Like many software developers, I tinker with ideas in software, different paradigms, new ways of solving problems, and side projects. By and large, most small things I’ve kept to myself. This has made it difficult when I want to quickly show somebody something I’ve done, since then I either need to create a curated subset of the project to highlight the part I want to show, or suddenly release the whole thing just to show a small subsection. It also relies on me choosing to share with a person, rather than anyone deciding they want to see what I’ve done.
After some reflection, I’m not actually sure what I’m trying to accomplish by keeping things hidden. Insecurity perhaps? Not wanting to share something until it’s perfect? Nothing is ever perfect, so that’s a bad reason. Thanks to phenomena like Imposter Syndrome, personal feelings of insecurity probably aren’t good evidence for whether or not something should be made public.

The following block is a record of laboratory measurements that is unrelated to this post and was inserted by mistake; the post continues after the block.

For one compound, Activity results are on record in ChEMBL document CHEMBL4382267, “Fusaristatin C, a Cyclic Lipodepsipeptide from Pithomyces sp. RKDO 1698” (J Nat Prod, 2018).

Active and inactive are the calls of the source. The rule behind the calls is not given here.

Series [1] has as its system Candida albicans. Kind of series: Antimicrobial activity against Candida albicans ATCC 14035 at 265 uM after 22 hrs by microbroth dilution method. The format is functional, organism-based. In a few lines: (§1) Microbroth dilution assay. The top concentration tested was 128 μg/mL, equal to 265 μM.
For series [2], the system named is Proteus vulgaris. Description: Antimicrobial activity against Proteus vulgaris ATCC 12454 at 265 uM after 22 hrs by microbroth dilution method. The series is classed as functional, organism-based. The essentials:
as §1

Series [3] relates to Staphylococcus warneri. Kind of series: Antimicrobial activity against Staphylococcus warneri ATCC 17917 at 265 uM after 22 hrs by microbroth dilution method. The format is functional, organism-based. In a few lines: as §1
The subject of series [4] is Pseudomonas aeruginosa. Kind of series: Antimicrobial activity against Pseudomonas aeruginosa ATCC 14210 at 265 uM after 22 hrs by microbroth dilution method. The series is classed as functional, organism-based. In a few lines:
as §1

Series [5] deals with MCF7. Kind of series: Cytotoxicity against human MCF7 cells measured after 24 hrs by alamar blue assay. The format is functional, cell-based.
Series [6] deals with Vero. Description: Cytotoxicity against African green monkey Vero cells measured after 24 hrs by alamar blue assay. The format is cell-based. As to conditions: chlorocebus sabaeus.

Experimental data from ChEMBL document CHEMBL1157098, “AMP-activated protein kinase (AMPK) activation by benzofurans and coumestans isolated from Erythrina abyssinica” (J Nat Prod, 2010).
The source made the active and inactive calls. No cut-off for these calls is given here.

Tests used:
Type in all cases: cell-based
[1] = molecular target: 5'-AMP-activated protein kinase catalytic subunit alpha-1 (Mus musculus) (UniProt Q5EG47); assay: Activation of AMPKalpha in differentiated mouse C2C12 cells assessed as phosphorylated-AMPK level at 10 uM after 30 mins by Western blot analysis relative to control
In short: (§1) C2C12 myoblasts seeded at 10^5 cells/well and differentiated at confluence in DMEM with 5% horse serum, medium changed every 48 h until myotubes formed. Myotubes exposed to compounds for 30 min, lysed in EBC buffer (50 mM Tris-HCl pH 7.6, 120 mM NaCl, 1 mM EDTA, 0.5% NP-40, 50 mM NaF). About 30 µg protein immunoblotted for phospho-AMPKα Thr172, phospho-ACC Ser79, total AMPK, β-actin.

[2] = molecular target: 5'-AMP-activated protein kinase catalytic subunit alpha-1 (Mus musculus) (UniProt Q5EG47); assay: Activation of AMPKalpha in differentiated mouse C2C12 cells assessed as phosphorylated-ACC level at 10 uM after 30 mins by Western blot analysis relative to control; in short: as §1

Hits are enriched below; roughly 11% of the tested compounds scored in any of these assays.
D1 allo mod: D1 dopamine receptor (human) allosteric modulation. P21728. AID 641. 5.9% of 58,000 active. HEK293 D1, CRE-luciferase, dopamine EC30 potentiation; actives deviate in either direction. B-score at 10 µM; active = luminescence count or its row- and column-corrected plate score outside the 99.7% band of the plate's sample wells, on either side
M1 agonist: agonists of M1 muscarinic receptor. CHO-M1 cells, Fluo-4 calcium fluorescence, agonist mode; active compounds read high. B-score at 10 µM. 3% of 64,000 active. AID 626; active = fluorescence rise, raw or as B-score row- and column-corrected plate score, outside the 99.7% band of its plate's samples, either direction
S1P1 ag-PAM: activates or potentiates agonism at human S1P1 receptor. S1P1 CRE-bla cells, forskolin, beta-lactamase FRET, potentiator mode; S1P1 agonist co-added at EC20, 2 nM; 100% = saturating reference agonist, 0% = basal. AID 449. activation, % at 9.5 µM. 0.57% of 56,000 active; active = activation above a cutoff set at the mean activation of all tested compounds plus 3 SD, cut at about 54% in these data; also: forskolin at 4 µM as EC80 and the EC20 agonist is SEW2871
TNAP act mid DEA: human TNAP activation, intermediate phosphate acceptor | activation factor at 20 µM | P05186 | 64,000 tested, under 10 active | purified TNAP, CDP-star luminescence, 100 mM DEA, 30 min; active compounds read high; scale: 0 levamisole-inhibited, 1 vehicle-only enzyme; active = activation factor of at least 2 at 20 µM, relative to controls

In the past, when learning something new, I’ve found it useful to look at how someone else approached a problem, even if their solution isn’t perfect. Maybe if I just put things in public by default, someone else might at some point find value in it. So that’s what I’m going to try doing from now on. When I start hacking on an idea, if I don’t have a good reason to keep it private, I’m going to make the source code public.
I’ve already started with the things I’m working on at the moment. The first example, the GTK Rust project I mentioned in a previous post is now available on GitHub. It isn’t complete. To progress, I actually need to revise some old signals and systems theory, as well as some maths, that I last did in university. As part of revising that, I’ve been putting together a Rust library reflecting the concepts I’m revising. That too, is on GitHub now.